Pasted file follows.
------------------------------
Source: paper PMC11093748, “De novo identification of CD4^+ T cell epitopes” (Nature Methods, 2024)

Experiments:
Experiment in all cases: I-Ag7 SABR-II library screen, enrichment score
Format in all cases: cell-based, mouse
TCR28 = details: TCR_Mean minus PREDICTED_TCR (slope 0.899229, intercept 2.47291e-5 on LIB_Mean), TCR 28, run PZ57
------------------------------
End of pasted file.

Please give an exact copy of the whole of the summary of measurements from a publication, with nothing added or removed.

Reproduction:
Source: paper PMC11093748, “De novo identification of CD4^+ T cell epitopes” (Nature Methods, 2024)

Experiments:
Experiment in all cases: I-Ag7 SABR-II library screen, enrichment score
Format in all cases: cell-based, mouse
TCR28 = details: TCR_Mean minus PREDICTED_TCR (slope 0.899229, intercept 2.47291e-5 on LIB_Mean), TCR 28, run PZ57